On many occasions, I have found myself enlightened and stimulated by Burdzeyeview and would recommend the blog to all on both sides of the debate regarding where Scotland is going and why. I had intended giving the soapbox a rest over the holidays as I imagined even hardened independistas would rather be sharing cracker jokes than locking horns over festive fare.
But as I read the Burd’s blog, I realised that, for the first time in some while, I was not of her opinion and the matter was serious enough to not wait for twelfth night to rejoin the fray. Basically, the Burd takes exception to His Eckness being awarded ‘Briton of the Year’ by the Times newspaper. Now, if I understand the Burd aright, her objection centres around this being an award to a ‘regional’ politician and therefore conceals a mighty slight on Scotland’s conceit of nationhood.
“Such sentiments and statements are patronising and perpetuate a stereotypical little UKlander view of the world and importantly, of Scotland.”
Although the Kiplingesque stalwarts at the Times would surely dispute this, the Burd does have a point. But then later she continues:
“What the British establishment thinks of we Scots should matter none. We should neither want nor seek baubles of Britishness nor Briton-ness. Why should our yardstick be what our neighbours deem to bestow upon us and our First Minister? Measuring ourselves against the accepted order of things on these islands is to accept their limitations for our ambitions and our aspirations.”
And here is where the Burd and I part company, for three reasons:
- Such a stance reeks, for me, of the ‘Little Scotlander”, similar to my accusation of Jim Sillars in the previous blog. Simply because the accolade derives furth of Scotland it should therefore be discarded. I find this narrow. If Salmond were to be accorded ‘European of the Year’ for his work in securing a voice for smaller countries, thereby binding the EU in harmony by making small countries less fearful of being steamrollered by the Merkozy faction, would she take the same view? Despite glaring Unionist credentials, the Times is a reputable paper of standing: their accolade has objective validity.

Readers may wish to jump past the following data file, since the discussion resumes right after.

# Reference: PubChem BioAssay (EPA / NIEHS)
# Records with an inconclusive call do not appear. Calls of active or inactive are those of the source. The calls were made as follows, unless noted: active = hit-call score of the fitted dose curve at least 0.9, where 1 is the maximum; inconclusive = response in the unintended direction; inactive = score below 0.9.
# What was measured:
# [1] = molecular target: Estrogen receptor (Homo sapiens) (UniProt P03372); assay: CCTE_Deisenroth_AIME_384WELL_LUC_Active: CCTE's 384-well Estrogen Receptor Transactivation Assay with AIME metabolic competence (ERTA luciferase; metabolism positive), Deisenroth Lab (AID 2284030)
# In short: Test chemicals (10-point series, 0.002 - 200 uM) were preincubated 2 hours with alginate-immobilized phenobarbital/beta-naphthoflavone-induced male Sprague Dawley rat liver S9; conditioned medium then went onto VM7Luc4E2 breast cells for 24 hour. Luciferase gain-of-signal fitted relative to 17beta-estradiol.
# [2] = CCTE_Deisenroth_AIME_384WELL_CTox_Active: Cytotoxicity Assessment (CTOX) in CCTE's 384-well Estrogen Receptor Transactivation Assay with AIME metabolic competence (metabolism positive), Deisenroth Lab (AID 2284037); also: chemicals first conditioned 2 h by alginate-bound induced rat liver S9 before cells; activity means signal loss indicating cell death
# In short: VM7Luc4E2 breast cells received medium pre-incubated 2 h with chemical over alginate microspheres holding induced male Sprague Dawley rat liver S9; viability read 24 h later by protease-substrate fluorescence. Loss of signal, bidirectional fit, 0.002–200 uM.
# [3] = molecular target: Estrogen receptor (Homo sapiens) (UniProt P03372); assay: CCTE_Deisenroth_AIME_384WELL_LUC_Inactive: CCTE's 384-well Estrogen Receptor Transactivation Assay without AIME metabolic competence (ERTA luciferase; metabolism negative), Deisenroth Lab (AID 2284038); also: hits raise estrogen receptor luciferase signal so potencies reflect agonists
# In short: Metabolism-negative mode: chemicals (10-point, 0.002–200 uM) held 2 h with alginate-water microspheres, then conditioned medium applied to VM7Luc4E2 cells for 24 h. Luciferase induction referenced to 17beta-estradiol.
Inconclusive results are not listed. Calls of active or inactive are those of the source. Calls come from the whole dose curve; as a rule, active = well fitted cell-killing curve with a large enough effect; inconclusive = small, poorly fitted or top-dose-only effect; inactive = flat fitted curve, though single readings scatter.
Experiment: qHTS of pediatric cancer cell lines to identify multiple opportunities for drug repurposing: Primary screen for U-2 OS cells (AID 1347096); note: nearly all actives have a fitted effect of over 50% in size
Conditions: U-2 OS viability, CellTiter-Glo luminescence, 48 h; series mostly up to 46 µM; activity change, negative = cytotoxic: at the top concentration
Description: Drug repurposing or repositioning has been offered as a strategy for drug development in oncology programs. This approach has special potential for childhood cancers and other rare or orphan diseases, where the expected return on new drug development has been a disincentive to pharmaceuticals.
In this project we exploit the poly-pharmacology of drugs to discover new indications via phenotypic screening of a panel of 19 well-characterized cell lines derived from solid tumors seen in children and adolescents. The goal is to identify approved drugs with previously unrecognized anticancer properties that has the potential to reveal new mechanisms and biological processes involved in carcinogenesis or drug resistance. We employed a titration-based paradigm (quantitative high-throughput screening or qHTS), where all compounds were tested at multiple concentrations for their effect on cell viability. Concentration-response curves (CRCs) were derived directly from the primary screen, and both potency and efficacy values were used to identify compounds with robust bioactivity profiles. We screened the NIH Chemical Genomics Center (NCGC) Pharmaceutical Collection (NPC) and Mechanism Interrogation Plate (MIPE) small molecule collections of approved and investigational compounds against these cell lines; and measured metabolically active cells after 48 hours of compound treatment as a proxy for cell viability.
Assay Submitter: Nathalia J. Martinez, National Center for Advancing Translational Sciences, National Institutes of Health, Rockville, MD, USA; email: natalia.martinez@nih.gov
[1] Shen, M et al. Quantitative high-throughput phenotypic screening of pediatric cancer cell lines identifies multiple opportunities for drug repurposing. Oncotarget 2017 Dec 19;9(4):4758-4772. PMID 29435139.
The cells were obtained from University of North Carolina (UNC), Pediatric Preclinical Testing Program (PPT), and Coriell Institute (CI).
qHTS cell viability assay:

- Such objective validity is, in itself, a commodity in which the SNP has long been short-changed. They have won elections despite swimming against a tide of hostile media on both sides of the border. Surely ‘Briton of the Year’ award to a man accused of separatism took some deep swallowing among those selecting the winner. Had they condemned him as a ‘narrow nationalist’ (which he patently is not but some politicians who should know better can’t seem to see past that stance), it would be business as usual. But they didn’t.
- Most importantly, we have been round the houses many times since May in the formulation of a referendum and the significance of various percentages pro/con and shades between. What is startlingly clear is that, with all unionist parties in serious straits (no leader over 6 months’ experience and barrel-scraping shares of vote) the argument for the floating ~30% is there to be won. These are voters alienated by the cringing inefficacy of unionists and increasingly aware that only the SNP seems to have both ideas and a boatload of people capable of putting them into effect. Forget independence, half these people just want a decent government. Every other party has serious egg-on-face from messes they made. If you want to give the Libourvatives a comprehensive kicking, what better way than to take your country right out of their self-serving grasp? But such people first want reassurance that there’s more to the SNP than passion and ideas. The Times’ endorsement is the very dab.
So, apologies to the Burd if this ruffles her feathers. I give way to no-one in my passion to see Scotland take its place in the world’s community of countries, but she and I will not determine our future—our votes are already good as cast.
It will be the million or so Scots who love their country, like their life here, want the best for it and are so scunnered at the third-rate offering from Scotland’s so-called national parties that the Times ‘objective’/’British’/’patronising’/’unionist’ accolade may break the camel’s back of any vestigial loyalty. Epiphany for such people WILL BE our battleground.
To mix metaphors shamelessly: let’s not throw their vital support out with the unionist bathwater by looking the Times’ gift horse in the mouth.